Here in the Mental Health Forum, we are promoting the need for ‘therapeutic’ staffing levels within mental health nursing practice. This forms an important thread to the campaign for Safe Staffing and is also paramount if we are truly going to make parity reality for those with mental health needs. It is worrying that we continue to hear from our members that there simply aren’t enough staff in mental health services for nurses to be able to deliver therapeutic interventions and it is leading to many thinking of leaving the profession. As long as this remains the case, nurses will feel unfulfilled and will struggle to provide therapeutic and equal care for people with mental health needs.
How you can make a difference
In spite of all the challenges the nursing profession faces, I want to highlight how you can still do small things to promote parity in your everyday practice, and it’s simple.
That’s it, observe your patients. How are they presenting? How do they look physically? Do they look pale or clammy? Do they look well? Do they look in pain? How do they look mentally? Do they look worried or preoccupied? Do they look distracted or distressed? Ask questions about both.
All these are observations that can take seconds. As nurses, we invariably do this without thinking about it.
It’s our greatest strength and we do it all the time. Don’t be afraid to be curious and check what you are observing. You’re not expected to diagnose, just talk about it and ask about the symptoms. It will take less than five minutes, and even the busiest nurse can find five minutes for a quick conversation.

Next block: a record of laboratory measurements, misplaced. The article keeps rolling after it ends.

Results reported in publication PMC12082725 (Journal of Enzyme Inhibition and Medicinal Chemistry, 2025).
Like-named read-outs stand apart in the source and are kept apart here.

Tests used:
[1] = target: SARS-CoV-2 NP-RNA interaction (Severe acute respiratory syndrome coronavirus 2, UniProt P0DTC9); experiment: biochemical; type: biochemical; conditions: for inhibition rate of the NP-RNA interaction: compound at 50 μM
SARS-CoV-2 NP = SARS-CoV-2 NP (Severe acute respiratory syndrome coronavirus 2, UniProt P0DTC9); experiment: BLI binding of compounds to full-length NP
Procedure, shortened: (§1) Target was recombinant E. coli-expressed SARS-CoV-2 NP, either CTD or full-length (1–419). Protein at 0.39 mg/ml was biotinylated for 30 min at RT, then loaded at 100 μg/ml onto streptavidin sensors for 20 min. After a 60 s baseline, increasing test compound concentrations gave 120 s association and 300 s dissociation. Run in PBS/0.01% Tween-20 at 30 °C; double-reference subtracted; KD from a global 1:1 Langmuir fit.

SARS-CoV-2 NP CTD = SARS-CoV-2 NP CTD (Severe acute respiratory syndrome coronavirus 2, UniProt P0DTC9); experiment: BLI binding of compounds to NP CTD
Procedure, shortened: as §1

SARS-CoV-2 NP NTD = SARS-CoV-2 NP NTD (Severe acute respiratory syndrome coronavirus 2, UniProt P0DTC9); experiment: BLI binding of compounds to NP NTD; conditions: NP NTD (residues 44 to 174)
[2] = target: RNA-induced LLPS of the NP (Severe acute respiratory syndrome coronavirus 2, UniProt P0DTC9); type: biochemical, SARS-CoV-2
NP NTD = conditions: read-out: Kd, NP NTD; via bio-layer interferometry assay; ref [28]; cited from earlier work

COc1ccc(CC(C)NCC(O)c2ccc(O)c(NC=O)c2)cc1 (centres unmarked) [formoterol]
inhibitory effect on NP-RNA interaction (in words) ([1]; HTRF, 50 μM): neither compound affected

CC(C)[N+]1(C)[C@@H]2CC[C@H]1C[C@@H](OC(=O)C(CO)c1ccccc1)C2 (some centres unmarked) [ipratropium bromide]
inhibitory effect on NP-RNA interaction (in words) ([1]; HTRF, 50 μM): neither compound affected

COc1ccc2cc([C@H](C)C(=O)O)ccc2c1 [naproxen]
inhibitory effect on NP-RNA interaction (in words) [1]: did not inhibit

Once you have observed and talked, you will have a much clearer picture of the symptoms or problems your patient has. The next step is to decide and agree on what you are going to do, either a referral or request for further input. You could also just talk with the person about where they can get help themselves.
That’s it. We aren’t asking for you to do anything you don’t already know how to, just do what all nurses do: observe your patient, be curious and ask them what’s worrying them and agree what help may be need.
We need to see a shift in how we view people. This involves not viewing them by the service they are in contact with but viewing them as a whole person with both physical and mental health needs. By taking simple steps in your conversation with the people you work with you could give someone back 15-20 years of their life. That’s not a bad return for a five-minute discussion.
Help to work towards Parity of Esteem
The Making Parity Reality campaign page is home to lots of materials designed to provide straight forward things you can do to champion the needs of those with mental health problems.
As a Forum, we continue to lobby on your behalf to make ‘therapeutic’ staffing levels a priority. We also continue to work with campaigns such as #MakingParityReality to ensure that you have the knowledge, skills, time and resources to deliver the very best care to those we care for.